It’s not just about Mental Health during COVID-19
Experts say it will be another 12-18 months before life might go back to what it was like before the pandemic. In the meantime we are all at risk of Quarantine Fatigue and concerns grow about Mental Health during COVID-19.
The concerns are justified. We already know that loneliness is as bad for health as 15 cigarettes per day. It increases the risk of depression and suicide. What is less obvious, is that it carries physical health risks too, increasing all-cause mortality, especially from cardiovascular disease.
Are you feeling run down? It could be Quarantine Fatigue.
Click here to find out.
So what is Quarantine Fatigue?
It’s a mixed bag of symptoms that seem to be a precursor to the health outcomes associated with loneliness mentioned above. It can manifest with a variety of symptoms and can be different for each individual. According to the Cleveland Clinic, symptoms can include:
- Eating more
- Eating less
- Difficulty sleeping
- Lack of motivation or productivity
- Having racing thoughts
- Or just being on edge in general
So as much as the primary concerns are infection and mental health during COVID-19, there are a wide array of both mental and physical health risks for us to all be conscious of and actively manage during this time. This situation is not going to improve soon and with our healthcare systems understandably overwhelmed most of us will have to do more self-management that we may have been used to previously.
If you have these symptoms and want to address them,
start by taking the Quarantine Fatigue Assessment.
I think I have Quarantine Fatigue, what can I do?
As with all things at Hippocrates Lounge we need to break things down into your lifestyle and daily behaviours so that you can measurably work towards your health goals. Here’s a 3-step plan to get on top of your Quarantine Fatigue:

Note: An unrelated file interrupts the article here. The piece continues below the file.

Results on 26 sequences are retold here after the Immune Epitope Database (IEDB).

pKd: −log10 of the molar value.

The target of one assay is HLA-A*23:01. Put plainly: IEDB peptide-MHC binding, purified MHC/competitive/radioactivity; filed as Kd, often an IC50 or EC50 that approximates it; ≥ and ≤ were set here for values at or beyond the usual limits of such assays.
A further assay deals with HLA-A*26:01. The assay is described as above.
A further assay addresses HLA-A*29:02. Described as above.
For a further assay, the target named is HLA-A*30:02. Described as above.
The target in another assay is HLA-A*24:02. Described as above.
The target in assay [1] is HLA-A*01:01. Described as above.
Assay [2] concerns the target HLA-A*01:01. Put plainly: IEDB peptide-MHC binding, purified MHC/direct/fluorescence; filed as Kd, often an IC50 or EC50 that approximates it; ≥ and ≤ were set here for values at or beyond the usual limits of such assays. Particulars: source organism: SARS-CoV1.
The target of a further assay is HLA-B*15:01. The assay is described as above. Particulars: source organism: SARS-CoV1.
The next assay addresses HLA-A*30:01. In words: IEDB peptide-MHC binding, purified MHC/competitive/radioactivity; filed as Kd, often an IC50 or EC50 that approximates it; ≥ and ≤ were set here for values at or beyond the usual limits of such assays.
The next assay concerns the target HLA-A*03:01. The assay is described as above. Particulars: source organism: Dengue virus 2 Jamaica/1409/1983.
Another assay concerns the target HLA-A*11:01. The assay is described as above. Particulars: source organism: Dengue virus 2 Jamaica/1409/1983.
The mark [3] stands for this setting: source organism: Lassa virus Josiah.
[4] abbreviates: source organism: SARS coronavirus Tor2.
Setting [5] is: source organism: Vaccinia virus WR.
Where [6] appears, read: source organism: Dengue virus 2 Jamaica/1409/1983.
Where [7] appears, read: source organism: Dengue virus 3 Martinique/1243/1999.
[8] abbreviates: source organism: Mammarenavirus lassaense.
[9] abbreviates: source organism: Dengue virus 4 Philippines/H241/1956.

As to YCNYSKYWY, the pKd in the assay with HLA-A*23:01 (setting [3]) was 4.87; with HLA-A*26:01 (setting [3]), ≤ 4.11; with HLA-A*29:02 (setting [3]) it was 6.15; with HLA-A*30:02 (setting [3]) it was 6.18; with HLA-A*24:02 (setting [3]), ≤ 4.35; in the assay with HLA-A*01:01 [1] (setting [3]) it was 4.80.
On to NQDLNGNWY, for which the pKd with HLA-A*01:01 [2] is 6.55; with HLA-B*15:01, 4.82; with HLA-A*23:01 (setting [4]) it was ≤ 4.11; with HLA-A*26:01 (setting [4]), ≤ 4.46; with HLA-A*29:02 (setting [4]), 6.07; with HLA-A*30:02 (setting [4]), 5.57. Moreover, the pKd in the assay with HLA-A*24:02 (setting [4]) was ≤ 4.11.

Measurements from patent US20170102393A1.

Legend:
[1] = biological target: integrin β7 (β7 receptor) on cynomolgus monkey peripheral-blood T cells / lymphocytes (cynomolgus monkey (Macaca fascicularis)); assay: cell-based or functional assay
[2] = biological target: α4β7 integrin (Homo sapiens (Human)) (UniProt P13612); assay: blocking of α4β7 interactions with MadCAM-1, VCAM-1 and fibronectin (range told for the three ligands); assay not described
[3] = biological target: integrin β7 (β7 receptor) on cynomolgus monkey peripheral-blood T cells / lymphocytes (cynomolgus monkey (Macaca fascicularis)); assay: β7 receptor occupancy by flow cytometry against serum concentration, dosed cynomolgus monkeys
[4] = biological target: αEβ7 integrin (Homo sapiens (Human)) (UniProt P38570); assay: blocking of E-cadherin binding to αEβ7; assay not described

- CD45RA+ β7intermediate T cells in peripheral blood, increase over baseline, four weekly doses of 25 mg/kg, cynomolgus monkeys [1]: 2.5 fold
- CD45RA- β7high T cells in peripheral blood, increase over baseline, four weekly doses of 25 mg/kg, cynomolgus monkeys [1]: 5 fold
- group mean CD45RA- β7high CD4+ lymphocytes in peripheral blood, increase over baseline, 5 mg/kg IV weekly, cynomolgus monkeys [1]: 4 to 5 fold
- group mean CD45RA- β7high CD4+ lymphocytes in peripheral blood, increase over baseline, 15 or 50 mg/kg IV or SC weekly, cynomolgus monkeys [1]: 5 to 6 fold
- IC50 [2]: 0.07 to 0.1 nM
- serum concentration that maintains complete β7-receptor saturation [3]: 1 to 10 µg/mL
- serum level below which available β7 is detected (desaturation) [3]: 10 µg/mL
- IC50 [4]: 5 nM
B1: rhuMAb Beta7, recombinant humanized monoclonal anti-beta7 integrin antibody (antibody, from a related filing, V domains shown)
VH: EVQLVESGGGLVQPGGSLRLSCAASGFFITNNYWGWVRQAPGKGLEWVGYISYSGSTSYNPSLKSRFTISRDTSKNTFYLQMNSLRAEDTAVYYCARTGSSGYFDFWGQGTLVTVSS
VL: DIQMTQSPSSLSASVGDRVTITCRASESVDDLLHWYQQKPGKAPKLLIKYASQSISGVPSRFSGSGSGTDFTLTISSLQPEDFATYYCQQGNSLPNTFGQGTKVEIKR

1. Figure out how Quarantine Fatigue is affecting you and define your health goals
Get clear on the main way Quarantine Fatigue is affecting you. Is it mentally? Is it sleep? Is it appetite? Note them down in order of priority.
Then think about why you want to do something about it. What would happen if it got worse? What would that stop you being able to do? What would happen if you achieved it? What would that enable you to do?
Answering these questions amps up your motivation to address it thoroughly.
2. For each of your goals, consider how you can use nutrition, exercise, mental health, sleep and relationship strategies to tackle your Quarantine Fatigue
For any symptom of Quarantine Fatigue that you are experiencing, there are lifestyle and behavioural changes you can use to manage it. Let’s say you have difficulty sleeping. You can look to prioritise basic sleep hygiene including having a regular bedtime. But you can also: reduce your caffeine and processed food intake; make sure you don’t exercise too close to bedtime; and use relaxing breathing techniques in bed.
If you aren’t sure where to start,
click here to get a peronsal action plan.
3. Break your Quarantine Fatigue plan down into a daily habit checklist and monitor your progress
With your action plan now clear, you should create a daily checklist. Keep this in your pen-and-paper journal or your favourite note-taking app to keep yourself accountable.
Finally, check-in with yourself every week or month to review how your Quarantine Fatigue symptoms are progressing. You can continuously refine your plan until you figure out what works for you to stay in optimal physical and mental health during COVID-19.
Sounds too much like hard work?
We know it’s not always easy to follow through on health goals. Luckily, we’ve put together a programme to help you do all of the above efficiently and easily. All you need to do to start with is take the Quarantine Fatigue assessment.